CBC's Hockey Night in Canada is known for a few things: a national tradition for hockey fans across the country -- and loudmouth pundit Don Cherry.
At Rob Ford's inauguration as Toronto mayor in December, Cherry gave the ceremony's opening remarks clad in a neon pink blazer. He said the garment was for all the "pinkos out there that ride bicycles." Cherry upstaged the new mayor, going on to blast what he called the left-wing media, and "left-wing kooks."
That speech prompted a group of Vancouver hockey fans to start the Facebook group Hockey Fans for Peace. Kimball Cariou, editor of People's Voice newspaper, calls himself the spokesperson by default. His colleagues include people involved in the anti-war movement in Vancouver who were disgusted by Cherry's infamous rant in the Toronto council chambers and on other occasions.
"The CBC is required by its legal mandate to provide a balanced coverage," said Cariou. "In the case of sports coverage, I think I can safely say that it's simply not done at the CBC in any type of sports reporting."
Cherry topped off his efforts with a visit to Afghanistan on Christmas day, during which he was invited to fire an artillery shell into "insurgent territory." "Taliban, here I come," he quipped. It was unknown who or what may have been hit by the round, though Canadian Defense Minister, Peter Mackay, who was also there, felt moved to say, "Don, this is a different type of 'He shoots, he scores.'"
In response to all this right-wing political posturing, Hockey Fans for Peace held a small rally at a CBC broadcast of a Vancouver Canucks versus Detroit Redwings game on Jan. 8. They handed out fliers and held a banner protesting the CBC's allegedly biased coverage of Afghanistan. The group's recent target within the CBC, however, has been Cherry, who has never backed down in offering his pro-war stance. The Facebook group currently has 226 members.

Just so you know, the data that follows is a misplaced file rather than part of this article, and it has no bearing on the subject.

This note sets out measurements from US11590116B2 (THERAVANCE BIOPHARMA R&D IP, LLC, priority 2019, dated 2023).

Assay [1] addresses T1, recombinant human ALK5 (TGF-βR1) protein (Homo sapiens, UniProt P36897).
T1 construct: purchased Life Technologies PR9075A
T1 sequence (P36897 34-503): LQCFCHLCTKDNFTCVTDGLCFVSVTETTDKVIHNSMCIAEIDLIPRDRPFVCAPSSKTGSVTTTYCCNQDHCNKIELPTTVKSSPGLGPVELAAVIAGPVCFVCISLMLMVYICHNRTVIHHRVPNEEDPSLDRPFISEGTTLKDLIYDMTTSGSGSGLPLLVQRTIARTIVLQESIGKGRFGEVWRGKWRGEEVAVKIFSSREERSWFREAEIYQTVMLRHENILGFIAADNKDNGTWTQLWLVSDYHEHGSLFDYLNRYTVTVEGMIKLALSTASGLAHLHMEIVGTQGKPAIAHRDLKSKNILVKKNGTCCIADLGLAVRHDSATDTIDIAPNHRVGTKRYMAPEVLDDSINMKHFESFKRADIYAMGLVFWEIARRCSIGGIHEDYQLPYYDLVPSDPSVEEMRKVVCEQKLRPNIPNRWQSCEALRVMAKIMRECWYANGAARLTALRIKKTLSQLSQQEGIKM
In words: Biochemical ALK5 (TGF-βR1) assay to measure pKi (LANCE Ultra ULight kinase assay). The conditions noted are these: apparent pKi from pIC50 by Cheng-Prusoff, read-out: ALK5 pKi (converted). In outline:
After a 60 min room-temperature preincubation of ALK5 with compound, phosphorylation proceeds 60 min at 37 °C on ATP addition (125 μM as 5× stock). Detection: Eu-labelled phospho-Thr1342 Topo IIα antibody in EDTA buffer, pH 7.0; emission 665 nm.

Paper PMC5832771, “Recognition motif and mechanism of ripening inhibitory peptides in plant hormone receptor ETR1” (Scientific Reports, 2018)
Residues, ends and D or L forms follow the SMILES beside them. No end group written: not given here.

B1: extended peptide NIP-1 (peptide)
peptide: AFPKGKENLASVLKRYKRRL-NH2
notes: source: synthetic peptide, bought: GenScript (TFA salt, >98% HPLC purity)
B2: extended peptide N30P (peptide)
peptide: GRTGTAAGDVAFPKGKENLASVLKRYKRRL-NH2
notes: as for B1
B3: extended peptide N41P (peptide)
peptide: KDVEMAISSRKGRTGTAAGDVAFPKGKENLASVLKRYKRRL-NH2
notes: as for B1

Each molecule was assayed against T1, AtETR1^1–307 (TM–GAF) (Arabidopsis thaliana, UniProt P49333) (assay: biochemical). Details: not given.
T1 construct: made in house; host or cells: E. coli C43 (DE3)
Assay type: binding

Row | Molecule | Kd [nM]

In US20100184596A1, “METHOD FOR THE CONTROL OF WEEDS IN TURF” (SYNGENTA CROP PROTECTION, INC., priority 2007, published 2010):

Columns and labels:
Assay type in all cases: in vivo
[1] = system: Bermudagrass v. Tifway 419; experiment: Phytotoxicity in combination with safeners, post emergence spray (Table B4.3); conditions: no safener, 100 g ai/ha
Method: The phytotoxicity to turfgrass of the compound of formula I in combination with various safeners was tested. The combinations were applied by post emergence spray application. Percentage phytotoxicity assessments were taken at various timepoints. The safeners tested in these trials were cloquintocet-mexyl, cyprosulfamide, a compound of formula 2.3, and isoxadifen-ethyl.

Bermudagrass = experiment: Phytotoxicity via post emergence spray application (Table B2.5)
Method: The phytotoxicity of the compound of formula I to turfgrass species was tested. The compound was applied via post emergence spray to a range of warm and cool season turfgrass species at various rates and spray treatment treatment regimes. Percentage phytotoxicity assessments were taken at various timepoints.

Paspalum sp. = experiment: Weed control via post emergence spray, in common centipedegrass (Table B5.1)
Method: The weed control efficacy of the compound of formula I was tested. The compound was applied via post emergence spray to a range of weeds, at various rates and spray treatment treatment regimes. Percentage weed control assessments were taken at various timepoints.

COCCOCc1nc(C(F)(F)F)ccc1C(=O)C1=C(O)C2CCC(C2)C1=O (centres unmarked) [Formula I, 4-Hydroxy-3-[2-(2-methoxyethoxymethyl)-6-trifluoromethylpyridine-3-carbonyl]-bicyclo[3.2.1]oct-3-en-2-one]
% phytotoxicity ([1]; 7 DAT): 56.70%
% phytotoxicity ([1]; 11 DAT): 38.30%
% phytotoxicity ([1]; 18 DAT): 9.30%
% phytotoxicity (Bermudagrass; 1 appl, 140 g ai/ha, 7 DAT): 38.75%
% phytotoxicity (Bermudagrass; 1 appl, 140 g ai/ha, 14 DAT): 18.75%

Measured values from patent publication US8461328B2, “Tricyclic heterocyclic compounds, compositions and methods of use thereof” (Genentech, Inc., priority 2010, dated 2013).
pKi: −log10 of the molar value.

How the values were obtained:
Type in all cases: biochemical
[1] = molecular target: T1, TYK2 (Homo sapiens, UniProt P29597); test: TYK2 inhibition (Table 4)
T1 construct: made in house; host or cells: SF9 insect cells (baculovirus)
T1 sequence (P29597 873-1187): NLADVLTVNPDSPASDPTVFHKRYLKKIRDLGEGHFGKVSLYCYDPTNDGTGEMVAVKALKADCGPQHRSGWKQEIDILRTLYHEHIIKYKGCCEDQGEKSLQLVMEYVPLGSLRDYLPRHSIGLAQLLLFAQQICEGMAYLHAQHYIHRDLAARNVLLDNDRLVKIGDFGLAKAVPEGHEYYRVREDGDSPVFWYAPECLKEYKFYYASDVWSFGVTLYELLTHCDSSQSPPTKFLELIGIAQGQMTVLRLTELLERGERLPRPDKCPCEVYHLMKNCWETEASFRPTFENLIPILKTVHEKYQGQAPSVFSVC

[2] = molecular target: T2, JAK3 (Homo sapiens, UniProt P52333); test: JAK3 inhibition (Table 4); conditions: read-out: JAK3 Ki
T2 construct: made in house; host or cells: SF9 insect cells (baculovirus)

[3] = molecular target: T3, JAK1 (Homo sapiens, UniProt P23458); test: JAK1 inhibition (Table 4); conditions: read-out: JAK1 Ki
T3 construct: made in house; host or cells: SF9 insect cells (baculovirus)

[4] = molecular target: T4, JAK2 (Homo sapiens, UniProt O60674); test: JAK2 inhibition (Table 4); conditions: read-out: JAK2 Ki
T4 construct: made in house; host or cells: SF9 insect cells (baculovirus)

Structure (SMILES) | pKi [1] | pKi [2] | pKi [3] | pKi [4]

This isn't the first time Cherry's mouth has gotten him in trouble. After the 2003 invasion of Iraq by American troops, Cherry berated co-host Ron McLean for remaining neutral on the war and then blasted the Canadian government for not joining the U.S. Cherry has further been criticized for making disparaging comments about francophones, Europeans, and women.
"We weren't going to stand for Don Cherry claiming to stand for the views of hockey fans," said Cariou.
Hockey Fans for Peace is gaining momentum nationally. One fan, Art Bodger, joined the Facebook group from Montreal. "I've long had a love/hate relationship with Don Cherry," he said. "On the surface, he expresses a lot of sympathy for Canadian soldiers who have died in Afghanistan. But there's been other occasions where he's made his intentions known that there's a little bit more of an agenda." He says the concept of the group was "long overdue."
Bodger believes, however, that Cherry shouldn't have his comments censored since he doesn't face the same regulations at the CBC as a journalist would. "[Cariou] made a comment that sports culture reinforces that everyone has to conform to be a team player," says Bodger. "There's a bit of a parallel between that and what Don Cherry says about war and his jingoism." Bodger also initially joined Hockey Fans for Peace as a way to go against the stereotype that hockey fans are violent and macho.
Cariou says that the group is currently thinking of new ways to get their message across nationally. He says they hope to hold a few rallies in Toronto or Ottawa this season. "That's sort of the heartland of where Don Cherry supporters are," says Cariou.
"I do not think the CBC is pro-war in terms of corporate culture," says Bodger. "I think we have a government that would love to slash the CBC's budget and I think they're aware of that and I think they've made some effort to make themselves a little bit less offensive to this government." Both Bodger and Cariou argue that Cherry is kept at the CBC in an effort to make the corporation appear less liberal.
"I think it's a deliberate political agenda of the Harper government," says Cariou. "CBC and Don Cherry -- they're just pawns in a bigger game."
Scaachi Koul is a journalism student at Ryerson University in Toronto, and an editorial intern at rabble.ca.
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